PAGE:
The Red Sox were gracious enough to issue me a press pass for the Pawtucket/Norfolk game at Fenway Park today. I barely made it into my seat for the first pitch thanks to some heavy traffic on the Pike. I saw Jake Arrieta, one of the Orioles' fabled pitching prospects, shut down a lethargic PawSox offense, 7-3.
After the game, I headed down to try to get some interviews, but only was able to grab manager Ron Johnson as everyone was skedaddling -- the players aren't allowed to use the clubhouses. Met David Laurila of Baseball Prospectus on the field and he brought up a great point: it is likely the Sox don't want the Triple-A players to use the clubhouse because of the stuff the major leaguers leave behind on the road trips. He did add that maybe the visiting clubhouse could be opened to the PawSox, which I would agree with.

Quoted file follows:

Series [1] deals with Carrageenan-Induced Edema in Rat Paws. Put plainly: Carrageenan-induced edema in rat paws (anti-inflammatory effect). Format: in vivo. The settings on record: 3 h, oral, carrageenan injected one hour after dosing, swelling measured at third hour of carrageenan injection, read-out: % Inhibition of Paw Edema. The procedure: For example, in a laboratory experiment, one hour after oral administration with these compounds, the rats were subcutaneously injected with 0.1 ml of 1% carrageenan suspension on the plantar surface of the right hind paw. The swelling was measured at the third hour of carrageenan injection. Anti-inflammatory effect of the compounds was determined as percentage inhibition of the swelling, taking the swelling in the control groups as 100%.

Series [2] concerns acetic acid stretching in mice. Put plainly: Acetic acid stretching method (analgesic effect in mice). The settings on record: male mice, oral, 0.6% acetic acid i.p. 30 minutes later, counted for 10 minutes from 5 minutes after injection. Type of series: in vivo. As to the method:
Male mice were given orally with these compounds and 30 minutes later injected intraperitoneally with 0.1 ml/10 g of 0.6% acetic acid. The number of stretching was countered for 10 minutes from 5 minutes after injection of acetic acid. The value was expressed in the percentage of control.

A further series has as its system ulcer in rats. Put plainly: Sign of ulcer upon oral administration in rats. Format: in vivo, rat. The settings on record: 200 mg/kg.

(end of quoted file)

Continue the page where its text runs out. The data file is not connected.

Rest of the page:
I took the chance to ask Johnson a couple questions about Buchholz. As you probably already know, Buchholz has been rather dicey in his starts on the year. The main issue to me seems to be his lack of trust in himself and his fastball command.
"He'll be fine," Ron Johnson insisted. "He's a young pitcher learning how to pitch."
Johnson worked with Buchholz at visualizing his success in Triple-A and developed a close bond with the pitcher. It probably comes as no surprise, then, that he believes in the pitcher.
Johnson squinted at the scoreboard to double-check the score before adding, "2-0? In the seventh against the Yankees?" intimating that that was something to be impressed by. While Buchholz technically didn't pitch the seventh, his point was clear.
"He has a no-hitter and pitched great [at the Triple-A level]," Johnson said. "He'll be fine."
Watching Buchholz today, it was obvious he still wasn't commanding the fastball well, but I was impressed with his ability to wiggle out of jams and not wilt in that atmosphere. Perhaps there is hope after all.